Is mindfulness the key to a good night's sleep?

Qualified Life Coach
Ask Marianna

07 March 2018

What is the practice of mindfulness?

Originating in Hinduism and Buddhism, mindfulness is often described as a ‘mind-body’ approach and is widely considered to be a form of meditation that encourages you to be fully present and aware in each moment, conscious of what is going on inside and outside yourself.

It places a great emphasis on acknowledging thoughts and feelings, without judgement or criticism. Instead, compassion and acceptance are at the heart of mindfulness as well as proper breathing techniques to help you relax and focus. If you’re interested in learning more about mindfulness, please have a look at the video below.

However, for a while most of the benefits of mindfulness went unrecognised. Now though, research is starting to catch up and illustrate just how helpful mindfulness can be for our mental and physical health.

For example, in 2015 one study published in the Journal of Neuroscience found that, compared to the placebo group, participants that practiced mindful meditation found that their pain intensity fell by 27% and the emotional aspect of pain, by nearly 50%!1  It’s believed that mindfulness achieve these overwhelmingly positive results by activating the orbitofrontal and anterior cingulate cortex brain regions – the parts of your brain involved with the self-control of pain!

More research is still needed but so far, the results of most studies concerning mindfulness do seem optimistic, especially concerning our stress levels and mood which can have positive repercussions for our sleep pattern as I shall explore!


How does being mindful help your sleep?

In order to understand how mindfulness can benefit our sleep, we first need to understand the role that our mood can play in influencing our sleep patterns.

Stress and your sleep

I’m sure you have all spent more than one night tossing and turning, unable to relax or calm those worrying thoughts buzzing through your brain.

Stress and anxiety are perfectly normal and essential to your survival; however, your body’s response to it can sometimes be a bit overdramatic. This is mainly because your body cannot distinguish between stress triggered by a life-or-death scenario and you worrying about whether or not you’ll be able to pay your next internet bill.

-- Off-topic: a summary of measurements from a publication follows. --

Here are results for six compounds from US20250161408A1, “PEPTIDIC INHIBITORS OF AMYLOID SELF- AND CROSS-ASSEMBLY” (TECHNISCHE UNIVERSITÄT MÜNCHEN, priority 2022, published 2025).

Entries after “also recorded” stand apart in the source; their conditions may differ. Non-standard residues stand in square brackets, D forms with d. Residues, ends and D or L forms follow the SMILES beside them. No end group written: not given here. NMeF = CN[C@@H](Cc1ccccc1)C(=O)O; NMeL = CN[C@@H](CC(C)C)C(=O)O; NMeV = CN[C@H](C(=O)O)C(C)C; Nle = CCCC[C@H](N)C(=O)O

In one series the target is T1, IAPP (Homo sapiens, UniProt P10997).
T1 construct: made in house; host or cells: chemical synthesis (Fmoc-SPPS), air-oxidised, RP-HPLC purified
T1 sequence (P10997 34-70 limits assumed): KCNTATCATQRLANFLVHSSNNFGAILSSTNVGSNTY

Your sympathetic nervous system will be triggered and a wave of inflammatory stress hormones, such as cortisol, will be released, accelerating your pulse, dilating your blood vessels and redirecting nutrients to your heart, lungs and muscles – the organs you need to survive. You may also notice that you experience some digestive upsets as breaking down your food is no longer your body’s priority.

You will naturally feel more alert and awake – cortisol and melatonin, the sleep hormone, exist in a delicate balance so too much cortisol will impact your levels of melatonin. Hence the tossing and turning – the more you worry, the more you find it difficult to relax and drift off.

How does mindfulness help you to sleep?

As I mentioned earlier, mindfulness is all about existing in the moment – it helps you to regulate your thoughts, forcing yourself to be present and aware of your body. This, in combination with the breathing techniques, naturally helps you to become more self-referential and aware of your own thoughts and feelings.

This ability to ‘tame your emotions’ can be very beneficial for tackling the adverse symptoms of stress. One study even found that high and low levels of natural mindfulness can help your brain to control negative emotions in the same way2, but arguably the most impressive pieces of research concerning the practice relates to its impact on cortisol.

The Department of Psychiatry at Srinakharinwirot University in Thailand examined 30 medical students between the ages of 18-20 years old. Each day their blood was drawn to measure their cortisol levels, before and after a four day mindfulness meditation programme. The results found that the level of cortisol present in the participant’s blood was significantly lower after the mindfulness meditation.3

This benefit is impressive but isn’t just limited to your stress levels. Lower cortisol levels means that your body isn’t producing the same inflammatory reaction that may upset other areas of your body, such as your muscles and joints and your digestion, which can both also influence your sleep!



How do you learn mindfulness?

So how do you go about learning mindfulness? Well, luckily, it’s easier than ever before and completely free. Mindfulness apps such as Headpsace and Calm are easy to download and provide simple basic lessons for beginners that only last for a few minutes at a time. You could also try mindful stretching, which can help to improve your physical fitness whilst teaching you similar deep breathing techniques.

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